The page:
As you regulars know, I’m going to be graduating a week from Friday with my MBA. It’s been a long time coming. I’ve been in college since 1996. It’s been a lot of time, money, effort, and sleepless nights. Hopefully it will end up being worth it.
So, in light of all of these last 11 years, you’d think I’d be shaking the UMKC dust off my shoes and busting out of there. You’d be wrong.
I have agreed to start teaching at UMKC in January. In addition to my real job. Because I’m crazy.
The first class I’ll be teaching is a Master’s level business course in service operations management. I took the class a couple years ago, so at least I’m semi-familiar with the material. I am not teaching for the money. If you are a teacher, you know I’m not kidding about that.
I agreed to teach because it’s a great opportunity – maybe even a once in a lifetime opportunity – to teach at the Master’s level. That’s great for the resume, and it’s great experience, and it’s great for keeping skills and knowledge up to date.
Hopefully teaching will not be the same as attending school.
And now, the top 10 ways to know you should not pursue another degree:
10. Getting a Ph.D will make you unqualified for the job you already have.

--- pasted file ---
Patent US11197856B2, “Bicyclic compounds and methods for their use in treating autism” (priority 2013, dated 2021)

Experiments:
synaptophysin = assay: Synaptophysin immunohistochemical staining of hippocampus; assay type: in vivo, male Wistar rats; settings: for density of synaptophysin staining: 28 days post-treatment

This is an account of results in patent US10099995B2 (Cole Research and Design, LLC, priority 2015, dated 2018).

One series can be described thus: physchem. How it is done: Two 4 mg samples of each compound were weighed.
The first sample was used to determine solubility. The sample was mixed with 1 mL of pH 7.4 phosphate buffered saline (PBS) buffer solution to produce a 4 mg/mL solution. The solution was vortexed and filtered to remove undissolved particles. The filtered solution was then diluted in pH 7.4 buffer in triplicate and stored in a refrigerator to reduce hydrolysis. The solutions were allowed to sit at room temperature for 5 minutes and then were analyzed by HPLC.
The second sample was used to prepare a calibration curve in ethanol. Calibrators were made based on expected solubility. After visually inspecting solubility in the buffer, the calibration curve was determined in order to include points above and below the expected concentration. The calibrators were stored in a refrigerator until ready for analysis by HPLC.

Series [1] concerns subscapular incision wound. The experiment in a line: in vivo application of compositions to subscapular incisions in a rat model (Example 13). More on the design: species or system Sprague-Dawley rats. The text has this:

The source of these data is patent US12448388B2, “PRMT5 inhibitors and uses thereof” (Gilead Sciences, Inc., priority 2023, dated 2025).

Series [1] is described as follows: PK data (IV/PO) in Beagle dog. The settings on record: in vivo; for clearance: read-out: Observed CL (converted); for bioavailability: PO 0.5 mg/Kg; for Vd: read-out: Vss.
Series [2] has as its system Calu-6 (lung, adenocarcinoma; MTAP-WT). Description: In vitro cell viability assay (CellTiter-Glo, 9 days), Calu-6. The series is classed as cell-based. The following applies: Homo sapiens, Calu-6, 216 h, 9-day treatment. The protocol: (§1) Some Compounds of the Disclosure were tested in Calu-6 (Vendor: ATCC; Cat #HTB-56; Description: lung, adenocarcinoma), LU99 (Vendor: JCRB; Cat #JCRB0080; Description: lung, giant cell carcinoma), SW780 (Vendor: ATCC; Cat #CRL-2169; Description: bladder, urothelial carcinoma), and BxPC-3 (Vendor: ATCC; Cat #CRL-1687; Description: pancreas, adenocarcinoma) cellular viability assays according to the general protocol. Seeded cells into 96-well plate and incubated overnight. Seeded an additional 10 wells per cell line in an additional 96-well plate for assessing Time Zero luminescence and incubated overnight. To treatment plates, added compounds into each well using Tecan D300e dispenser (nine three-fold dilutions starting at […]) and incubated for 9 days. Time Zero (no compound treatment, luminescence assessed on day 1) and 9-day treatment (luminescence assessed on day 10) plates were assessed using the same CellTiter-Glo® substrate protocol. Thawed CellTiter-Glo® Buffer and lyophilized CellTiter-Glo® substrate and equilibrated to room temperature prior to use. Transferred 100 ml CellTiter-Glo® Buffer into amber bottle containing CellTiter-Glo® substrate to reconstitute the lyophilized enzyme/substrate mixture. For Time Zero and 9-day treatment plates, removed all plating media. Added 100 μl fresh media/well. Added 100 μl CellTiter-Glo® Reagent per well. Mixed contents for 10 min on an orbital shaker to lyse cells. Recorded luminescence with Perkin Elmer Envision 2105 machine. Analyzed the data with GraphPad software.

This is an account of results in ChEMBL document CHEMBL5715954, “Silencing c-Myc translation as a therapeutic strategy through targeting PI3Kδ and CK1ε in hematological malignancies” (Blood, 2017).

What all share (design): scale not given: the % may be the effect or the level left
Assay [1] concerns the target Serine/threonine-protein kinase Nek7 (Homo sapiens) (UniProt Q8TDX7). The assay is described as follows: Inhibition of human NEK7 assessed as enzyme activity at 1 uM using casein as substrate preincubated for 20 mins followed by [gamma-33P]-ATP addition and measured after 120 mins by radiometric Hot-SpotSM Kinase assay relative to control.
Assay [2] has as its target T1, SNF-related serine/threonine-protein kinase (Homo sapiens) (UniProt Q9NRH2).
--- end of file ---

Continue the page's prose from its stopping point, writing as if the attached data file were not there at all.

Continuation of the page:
9. You’ve been claiming tuition deductions on your tax forms for so long the IRS makes you send extra proof that you’re really in school each year.
8. You sit down to watch some TV and notice this “Really awesome new show called ‘Friends'”
7. Everyone on campus think you’re on the faculty, including the real faculty.
6. You have more credit hours than most of your professors.
5. You study for all of your tests by flipping through the book and making sure you recognize all of the bold words.
4. You accidentally drive to campus on days you don’t have class.
3. When you started college, we were at war in Iraq under George Bush, but it wasn’t the current president.
2. You fall asleep with your eyes open during group presentations and you’re still able to answer questions about the topic without waking up.
1. Someone asks you to do a SWOT and PEST analysis and you snicker to yourself because you know that a brain-damaged chimp could provide more insight into a company’s problems than either of those models.